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Ron Johnson Denies His Office Sat on Whistleblower Tips

(Tom Williams/CQ Roll Call File Photo)

Sen. Ron Johnson insists critics are trying to "drag" him into the controversy that led the Wisconsin Republican Party to file an ethics complaint against Democratic Sen. Tammy Baldwin.  

The GOP senator, a top target for Democrats in 2016, blasted reports that his office sat on complaints about a Department of Veterans Affairs medical center over-prescribing medication. He did so during a Wednesday morning interview with regionally syndicated radio host Jerry Bader on Wisconsin’s WTAQ. Johnson also cast blame on Baldwin's office for not sharing an early copy of a VA inspector general report that identified the problem. “In a perfect world, the one member of the Wisconsin delegation that had access to the report would have shared that with other congressional offices so we also could be made aware," Johnson said, referring to the document Baldwin received in August 2014 that was not publicly reported until January. "And in a perfect world, admittedly, you know, my staff would have been able to just, I guess, divine that there was something that had to be brought to my attention."  

Johnson, chairman of the Senate Homeland Security and Governmental Affairs Committee, admitted "it's plausible" his staff could have done more. But, "I'm not throwing any of my staff members under the bus,” he said during the interview.  

The senator's veterans services staffer corresponded with whistleblower Ryan Honl, a former facility employee. From there, Johnson's office said state staff referred the case to his subcommittee staff, but the complaints never reached Democrats, including Sen. Claire McCaskill, who served as chairwoman of the subcommittee with oversight of federal contracts at the time, the Milwaukee Journal-Sentinel reported. Honl's tips fell into "the equivalent of a congressional black hole," columnist Daniel Bice wrote on March 9. Johnson accused Bice of making "a mountain out of a molehill.”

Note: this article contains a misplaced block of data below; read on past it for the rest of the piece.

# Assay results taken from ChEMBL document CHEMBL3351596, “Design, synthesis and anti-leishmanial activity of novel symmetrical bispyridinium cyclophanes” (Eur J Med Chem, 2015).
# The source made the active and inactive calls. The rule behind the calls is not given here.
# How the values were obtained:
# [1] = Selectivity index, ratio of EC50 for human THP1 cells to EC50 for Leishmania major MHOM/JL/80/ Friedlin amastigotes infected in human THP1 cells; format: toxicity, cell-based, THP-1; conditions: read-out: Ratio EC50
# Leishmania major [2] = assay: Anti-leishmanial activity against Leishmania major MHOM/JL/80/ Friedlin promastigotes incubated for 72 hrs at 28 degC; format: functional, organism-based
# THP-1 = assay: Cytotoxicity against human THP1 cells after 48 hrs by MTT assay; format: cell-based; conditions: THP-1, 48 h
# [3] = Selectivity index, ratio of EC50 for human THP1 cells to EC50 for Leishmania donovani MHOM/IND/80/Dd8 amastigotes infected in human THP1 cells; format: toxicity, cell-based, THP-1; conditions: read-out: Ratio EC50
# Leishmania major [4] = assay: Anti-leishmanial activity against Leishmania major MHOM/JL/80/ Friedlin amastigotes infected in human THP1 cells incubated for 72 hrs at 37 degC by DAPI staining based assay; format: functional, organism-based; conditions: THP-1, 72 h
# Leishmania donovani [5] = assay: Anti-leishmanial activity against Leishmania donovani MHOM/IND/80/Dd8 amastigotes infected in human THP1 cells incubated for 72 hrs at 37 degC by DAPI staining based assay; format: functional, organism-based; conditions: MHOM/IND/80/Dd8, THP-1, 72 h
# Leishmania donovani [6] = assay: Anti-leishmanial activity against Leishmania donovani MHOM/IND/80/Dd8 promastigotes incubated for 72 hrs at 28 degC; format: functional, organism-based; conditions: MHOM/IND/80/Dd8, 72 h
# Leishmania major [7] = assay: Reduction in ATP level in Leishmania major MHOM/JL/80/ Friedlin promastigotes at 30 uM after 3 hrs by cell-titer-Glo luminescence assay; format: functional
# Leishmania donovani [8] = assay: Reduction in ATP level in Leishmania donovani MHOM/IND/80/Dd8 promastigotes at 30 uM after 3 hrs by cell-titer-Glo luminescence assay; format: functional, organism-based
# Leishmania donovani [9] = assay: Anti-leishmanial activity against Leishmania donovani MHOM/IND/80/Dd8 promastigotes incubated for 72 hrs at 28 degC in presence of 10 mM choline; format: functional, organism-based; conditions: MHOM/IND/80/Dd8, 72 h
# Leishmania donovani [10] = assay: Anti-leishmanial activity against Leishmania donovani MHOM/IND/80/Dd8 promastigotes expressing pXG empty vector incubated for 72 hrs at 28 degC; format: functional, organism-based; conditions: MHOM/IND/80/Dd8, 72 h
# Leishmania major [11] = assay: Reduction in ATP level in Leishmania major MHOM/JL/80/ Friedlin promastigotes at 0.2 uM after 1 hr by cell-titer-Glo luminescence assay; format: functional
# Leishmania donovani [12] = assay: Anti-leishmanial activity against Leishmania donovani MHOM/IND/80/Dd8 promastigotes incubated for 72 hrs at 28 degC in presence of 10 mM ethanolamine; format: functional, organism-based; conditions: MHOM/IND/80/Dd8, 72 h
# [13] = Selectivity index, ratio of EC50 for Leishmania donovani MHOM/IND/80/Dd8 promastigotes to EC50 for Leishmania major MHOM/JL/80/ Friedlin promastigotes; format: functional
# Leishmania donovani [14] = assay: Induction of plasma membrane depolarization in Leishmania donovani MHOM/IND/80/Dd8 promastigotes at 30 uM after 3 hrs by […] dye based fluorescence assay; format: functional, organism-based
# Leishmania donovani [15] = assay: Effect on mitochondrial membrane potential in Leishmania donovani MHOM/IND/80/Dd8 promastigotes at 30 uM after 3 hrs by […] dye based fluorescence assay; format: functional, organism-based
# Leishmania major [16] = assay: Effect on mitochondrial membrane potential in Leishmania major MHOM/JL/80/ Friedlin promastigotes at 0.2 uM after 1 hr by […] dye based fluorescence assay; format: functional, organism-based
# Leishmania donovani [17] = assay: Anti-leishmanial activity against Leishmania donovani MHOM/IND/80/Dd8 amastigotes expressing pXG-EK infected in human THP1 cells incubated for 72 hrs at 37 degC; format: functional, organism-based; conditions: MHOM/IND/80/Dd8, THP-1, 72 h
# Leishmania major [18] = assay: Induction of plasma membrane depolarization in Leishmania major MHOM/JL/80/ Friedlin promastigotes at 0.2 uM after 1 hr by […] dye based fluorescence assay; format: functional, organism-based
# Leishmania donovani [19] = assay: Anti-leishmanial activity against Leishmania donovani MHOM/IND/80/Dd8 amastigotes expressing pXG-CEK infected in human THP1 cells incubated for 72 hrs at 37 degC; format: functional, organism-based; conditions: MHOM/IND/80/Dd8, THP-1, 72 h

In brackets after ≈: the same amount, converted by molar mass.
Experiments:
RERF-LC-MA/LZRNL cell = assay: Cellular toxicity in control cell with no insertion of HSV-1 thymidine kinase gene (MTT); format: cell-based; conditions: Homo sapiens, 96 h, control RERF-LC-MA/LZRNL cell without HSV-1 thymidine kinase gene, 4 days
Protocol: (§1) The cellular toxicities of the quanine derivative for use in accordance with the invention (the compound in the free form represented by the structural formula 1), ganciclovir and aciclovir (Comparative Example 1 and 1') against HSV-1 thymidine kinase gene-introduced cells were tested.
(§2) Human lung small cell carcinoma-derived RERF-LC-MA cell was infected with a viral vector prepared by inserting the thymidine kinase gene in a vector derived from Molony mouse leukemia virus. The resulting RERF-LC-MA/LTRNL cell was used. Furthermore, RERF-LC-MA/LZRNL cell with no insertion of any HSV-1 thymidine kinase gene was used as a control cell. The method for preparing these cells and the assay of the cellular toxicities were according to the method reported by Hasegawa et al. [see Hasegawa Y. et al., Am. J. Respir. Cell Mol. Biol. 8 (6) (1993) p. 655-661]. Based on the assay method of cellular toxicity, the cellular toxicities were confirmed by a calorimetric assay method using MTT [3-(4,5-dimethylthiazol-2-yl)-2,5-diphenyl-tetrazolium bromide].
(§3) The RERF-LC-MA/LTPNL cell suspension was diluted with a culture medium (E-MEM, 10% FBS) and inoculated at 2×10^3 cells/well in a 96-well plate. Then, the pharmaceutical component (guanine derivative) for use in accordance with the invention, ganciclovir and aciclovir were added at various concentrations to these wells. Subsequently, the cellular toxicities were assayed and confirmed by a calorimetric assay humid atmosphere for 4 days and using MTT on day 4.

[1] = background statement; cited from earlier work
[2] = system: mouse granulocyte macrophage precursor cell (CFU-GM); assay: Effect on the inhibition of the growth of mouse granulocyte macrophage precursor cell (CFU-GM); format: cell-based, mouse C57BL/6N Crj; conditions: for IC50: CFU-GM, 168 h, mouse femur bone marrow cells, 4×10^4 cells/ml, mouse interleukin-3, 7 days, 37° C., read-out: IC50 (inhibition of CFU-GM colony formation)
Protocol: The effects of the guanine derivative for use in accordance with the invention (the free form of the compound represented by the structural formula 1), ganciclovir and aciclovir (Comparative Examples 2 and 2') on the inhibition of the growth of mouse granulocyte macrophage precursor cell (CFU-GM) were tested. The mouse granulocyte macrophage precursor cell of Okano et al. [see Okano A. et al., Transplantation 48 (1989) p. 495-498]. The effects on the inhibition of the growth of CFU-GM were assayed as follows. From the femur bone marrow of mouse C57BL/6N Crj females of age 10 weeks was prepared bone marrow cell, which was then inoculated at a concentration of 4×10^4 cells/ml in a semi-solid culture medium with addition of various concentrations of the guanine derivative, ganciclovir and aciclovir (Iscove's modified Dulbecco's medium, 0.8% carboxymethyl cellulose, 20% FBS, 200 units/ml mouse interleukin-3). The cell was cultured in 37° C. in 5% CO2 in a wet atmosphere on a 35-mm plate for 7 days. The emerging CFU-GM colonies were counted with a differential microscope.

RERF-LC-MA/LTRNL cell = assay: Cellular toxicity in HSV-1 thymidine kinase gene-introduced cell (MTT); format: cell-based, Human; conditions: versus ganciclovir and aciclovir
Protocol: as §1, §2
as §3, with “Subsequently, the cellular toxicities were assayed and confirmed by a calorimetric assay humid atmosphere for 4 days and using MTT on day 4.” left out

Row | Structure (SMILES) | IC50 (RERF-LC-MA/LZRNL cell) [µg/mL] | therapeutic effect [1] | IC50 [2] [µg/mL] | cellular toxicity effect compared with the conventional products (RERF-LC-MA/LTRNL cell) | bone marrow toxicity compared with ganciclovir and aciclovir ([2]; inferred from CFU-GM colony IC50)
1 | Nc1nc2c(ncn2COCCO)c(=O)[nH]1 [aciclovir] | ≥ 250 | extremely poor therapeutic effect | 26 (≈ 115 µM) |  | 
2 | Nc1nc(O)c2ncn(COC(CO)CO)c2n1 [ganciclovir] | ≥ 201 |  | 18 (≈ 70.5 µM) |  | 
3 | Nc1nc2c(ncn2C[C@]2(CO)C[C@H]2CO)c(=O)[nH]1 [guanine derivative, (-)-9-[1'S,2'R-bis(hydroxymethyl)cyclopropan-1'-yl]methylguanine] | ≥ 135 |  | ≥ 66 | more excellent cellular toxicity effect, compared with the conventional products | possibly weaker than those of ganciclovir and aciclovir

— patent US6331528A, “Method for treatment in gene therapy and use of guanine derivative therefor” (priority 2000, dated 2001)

The first-term senator explained the complaints had been received during a lame-duck session, when Capitol Hill was distracted by the 2014 election cycle and there was high turnover in the office. Two of the staffers on the email chain are no longer with the office. Johnson also said his office had been staffing up, hiring more than 20 individuals to support him as he prepared to head the committee.  

Melinda Schnell, a spokeswoman for the senator who has been widely quoted in Wisconsin media reports on how the VA complaints were handled, did not respond to an email from CQ Roll Call.  

“We didn’t misrepresent anything,” Johnson said, explaining no one was aware how serious the situation was until he saw the inspector general's report on Jan. 12.  

"We immediately responded. We have been sending letters. We have been conducting investigations. We have been talking to whistleblowers and the survivors of these tragedies and we have been on the case," he said, adding there would be a field hearing on the VA facility at the end of March.  

In addition to blaming Baldwin for not sharing the report, the senator accused the VA's acting inspector general of not doing the job of making the reports public. “I’m not on a witch hunt here,” Johnson said, adding he had to deal with transparency regarding the issue.  

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